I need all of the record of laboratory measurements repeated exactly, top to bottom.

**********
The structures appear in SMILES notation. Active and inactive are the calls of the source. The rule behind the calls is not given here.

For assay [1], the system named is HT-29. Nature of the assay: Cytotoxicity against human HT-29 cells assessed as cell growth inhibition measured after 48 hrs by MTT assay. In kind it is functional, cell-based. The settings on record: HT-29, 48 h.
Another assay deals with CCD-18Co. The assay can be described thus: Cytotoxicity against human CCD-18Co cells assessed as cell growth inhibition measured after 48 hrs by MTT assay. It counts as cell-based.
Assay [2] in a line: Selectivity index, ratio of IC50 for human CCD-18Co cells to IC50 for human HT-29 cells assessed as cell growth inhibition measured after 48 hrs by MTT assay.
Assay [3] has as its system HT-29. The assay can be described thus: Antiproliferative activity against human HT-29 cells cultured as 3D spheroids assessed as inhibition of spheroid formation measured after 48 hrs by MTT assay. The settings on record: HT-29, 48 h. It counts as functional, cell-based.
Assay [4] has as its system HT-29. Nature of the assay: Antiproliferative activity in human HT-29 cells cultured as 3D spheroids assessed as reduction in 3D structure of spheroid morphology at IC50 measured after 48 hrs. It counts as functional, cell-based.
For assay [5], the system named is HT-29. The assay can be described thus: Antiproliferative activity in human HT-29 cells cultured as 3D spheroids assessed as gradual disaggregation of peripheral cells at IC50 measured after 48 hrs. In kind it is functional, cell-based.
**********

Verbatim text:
The structures appear in SMILES notation. Active and inactive are the calls of the source. The rule behind the calls is not given here.

For assay [1], the system named is HT-29. Nature of the assay: Cytotoxicity against human HT-29 cells assessed as cell growth inhibition measured after 48 hrs by MTT assay. In kind it is functional, cell-based. The settings on record: HT-29, 48 h.
Another assay deals with CCD-18Co. The assay can be described thus: Cytotoxicity against human CCD-18Co cells assessed as cell growth inhibition measured after 48 hrs by MTT assay. It counts as cell-based.
Assay [2] in a line: Selectivity index, ratio of IC50 for human CCD-18Co cells to IC50 for human HT-29 cells assessed as cell growth inhibition measured after 48 hrs by MTT assay.
Assay [3] has as its system HT-29. The assay can be described thus: Antiproliferative activity against human HT-29 cells cultured as 3D spheroids assessed as inhibition of spheroid formation measured after 48 hrs by MTT assay. The settings on record: HT-29, 48 h. It counts as functional, cell-based.
Assay [4] has as its system HT-29. Nature of the assay: Antiproliferative activity in human HT-29 cells cultured as 3D spheroids assessed as reduction in 3D structure of spheroid morphology at IC50 measured after 48 hrs. It counts as functional, cell-based.
For assay [5], the system named is HT-29. The assay can be described thus: Antiproliferative activity in human HT-29 cells cultured as 3D spheroids assessed as gradual disaggregation of peripheral cells at IC50 measured after 48 hrs. In kind it is functional, cell-based.